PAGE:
Studies in positive psychology have shown that resilience rates high among attitude-based protective factors that help learners achieve success in environments where, statistically speaking, the odds are against them.
In 2006, researchers at the University of Michigan's Center for Human Growth and Development showed that pre-schoolers facing eight or more environmental risk factors such as maternal mental illness or single parenthood, minority status or stressful life events, scored more than 30 points below children with no risk factors on tests of IQ. Yet, the researchers consistently found that groups of high resilient children in high-risk environments still outperformed their peers.
But how do we develop high resilience in our kids and in ourselves?
The astonishing thing, the great surprise of resilience research, is the ordinariness of strategies needed for success.
Firm guidance, structured rituals and a focus on each learner’s strengths, while simultaneously challenging and supporting them, are among the developmental supports in grouping of high expectations. For those who learn resilience on their own, protective factors may include independence, social skills, relationships, self esteem, temperament and a sense of purpose and competence seem to run parallel to positive psychology constructs such as effort, optimism and hope.
Always high on the list of strategies is the importance of social competence among peers, supportive relationships with other people, opportunities for meaningful participation and high expectations. Others list a similar set of developmental supports including caring relationships, meaningful participation and high expectations.
While good study habits are important to promote cognitive development, studies show the promotion of positive relationships with peers can contribute not only to a learner's social development but to their emotional and cognitive development well-being too. It is equally important that the teachers and trainers themselves have a highly developed sense of optimism, plus understand and exhibit social and emotional competence. Learners are not born with resilience; it is something they learn, and if they are not learning it adequately at home, then schools and organisations have to teach. They cannot attain their academic or career success without it.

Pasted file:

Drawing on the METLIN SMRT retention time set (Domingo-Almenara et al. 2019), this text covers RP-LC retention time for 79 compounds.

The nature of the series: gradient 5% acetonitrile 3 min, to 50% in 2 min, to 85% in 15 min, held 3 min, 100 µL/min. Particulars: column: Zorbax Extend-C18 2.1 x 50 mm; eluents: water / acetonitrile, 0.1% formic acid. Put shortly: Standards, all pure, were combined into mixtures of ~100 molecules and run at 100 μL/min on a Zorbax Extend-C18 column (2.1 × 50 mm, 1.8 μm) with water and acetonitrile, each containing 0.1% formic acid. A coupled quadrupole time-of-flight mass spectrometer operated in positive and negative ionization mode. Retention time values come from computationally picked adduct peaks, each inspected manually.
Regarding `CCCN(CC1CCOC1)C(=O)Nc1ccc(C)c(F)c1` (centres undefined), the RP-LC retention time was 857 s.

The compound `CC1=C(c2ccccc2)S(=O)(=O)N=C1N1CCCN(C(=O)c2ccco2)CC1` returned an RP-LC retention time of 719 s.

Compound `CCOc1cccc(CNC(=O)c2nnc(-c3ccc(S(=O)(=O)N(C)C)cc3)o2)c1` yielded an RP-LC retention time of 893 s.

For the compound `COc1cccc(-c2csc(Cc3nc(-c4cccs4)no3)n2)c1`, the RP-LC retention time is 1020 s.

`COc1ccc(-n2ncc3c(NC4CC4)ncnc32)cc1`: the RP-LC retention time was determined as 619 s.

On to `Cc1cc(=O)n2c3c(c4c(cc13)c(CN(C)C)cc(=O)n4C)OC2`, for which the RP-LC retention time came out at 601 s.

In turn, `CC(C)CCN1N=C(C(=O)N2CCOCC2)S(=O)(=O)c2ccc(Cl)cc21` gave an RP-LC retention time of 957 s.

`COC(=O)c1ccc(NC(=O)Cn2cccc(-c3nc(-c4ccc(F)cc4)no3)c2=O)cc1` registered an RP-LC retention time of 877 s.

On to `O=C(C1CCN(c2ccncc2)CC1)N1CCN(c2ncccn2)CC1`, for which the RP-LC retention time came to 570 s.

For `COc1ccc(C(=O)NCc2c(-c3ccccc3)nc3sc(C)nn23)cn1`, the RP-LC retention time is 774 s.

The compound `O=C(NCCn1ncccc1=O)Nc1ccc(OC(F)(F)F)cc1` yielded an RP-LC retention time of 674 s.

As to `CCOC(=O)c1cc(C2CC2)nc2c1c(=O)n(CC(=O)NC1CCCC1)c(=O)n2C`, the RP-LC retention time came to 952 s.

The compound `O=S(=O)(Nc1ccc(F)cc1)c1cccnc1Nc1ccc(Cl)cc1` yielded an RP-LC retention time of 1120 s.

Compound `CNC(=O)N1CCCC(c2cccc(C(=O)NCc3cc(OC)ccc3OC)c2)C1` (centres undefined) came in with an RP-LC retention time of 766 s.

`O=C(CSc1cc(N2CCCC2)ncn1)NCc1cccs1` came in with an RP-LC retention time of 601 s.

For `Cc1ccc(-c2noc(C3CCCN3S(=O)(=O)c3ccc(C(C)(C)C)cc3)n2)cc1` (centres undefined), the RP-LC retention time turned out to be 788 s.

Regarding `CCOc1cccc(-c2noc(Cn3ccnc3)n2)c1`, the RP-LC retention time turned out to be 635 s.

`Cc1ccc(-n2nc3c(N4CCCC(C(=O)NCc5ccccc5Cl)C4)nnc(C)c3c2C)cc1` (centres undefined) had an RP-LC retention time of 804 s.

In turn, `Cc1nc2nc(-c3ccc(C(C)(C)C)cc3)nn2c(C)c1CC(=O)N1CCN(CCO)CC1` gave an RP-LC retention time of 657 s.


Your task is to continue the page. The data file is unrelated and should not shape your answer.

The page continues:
Teachers and trainers can play a key role by creating positive learning environments for learners.
Teachers and trainers can model their belief that life is doable and that mistakes are opportunities to learn. They should realize that when learners use self-defeating behaviors such as acting out, bullying, clowning or giving up, they (learners) may be masking feelings of hopelessness, vulnerability and low self-esteem. Use of rituals or respectful routines and a safe environment will help reduce behaviors that detract from the caring environment in the classroom or office.
When combined, meaningful opportunities and high expectations give learners the opportunity to develop a sense of mastery by meeting goals in a step-wise succession. Laying down a track record of personal gains and accomplishments can work into proud memories and big hopes. The self-confidence built upon these experiences means that new challenges can be tackled and the bar can be raised on academic or career achievement.
In fact, one study found that those who were in more challenging learning programs showed significantly lower levels of depression and, as a bidirectional study, left open the interesting question of which was the causative agent — did the more rigorous curriculum protect learners from depression or were happier learners more successful?
One of the largest predictors of achievement was the learners' perceptions of their own abilities. Another was higher educational or career aspirations which may serve as a goal and a motivator forlearners, providing them with a sense of meaning and purpose in their lives, as well as promoting a sense of hope. Meaning and purpose, it appears then, are important to academic or career achievement, and hope can be leveraged as a catalyst for achievement by nurturing meaningful participation.
Now, you've read about all of the things that apply to learners. Your next action step is translation. How can you take what you already do, that matches with the steps above, and expand or strengthen it?
This is no idle activity: it is about just one thing. This is about the quality of your life. This is not rocket science. Notice what the research says, and apply it. If your learners are worth your "best effort", shouldn't the learner that gives the best effort also be worthy of your "best effort"? Of course, notice what you do well, and keep doing it.
Take one thing and do just a bit more of it. Can you start today?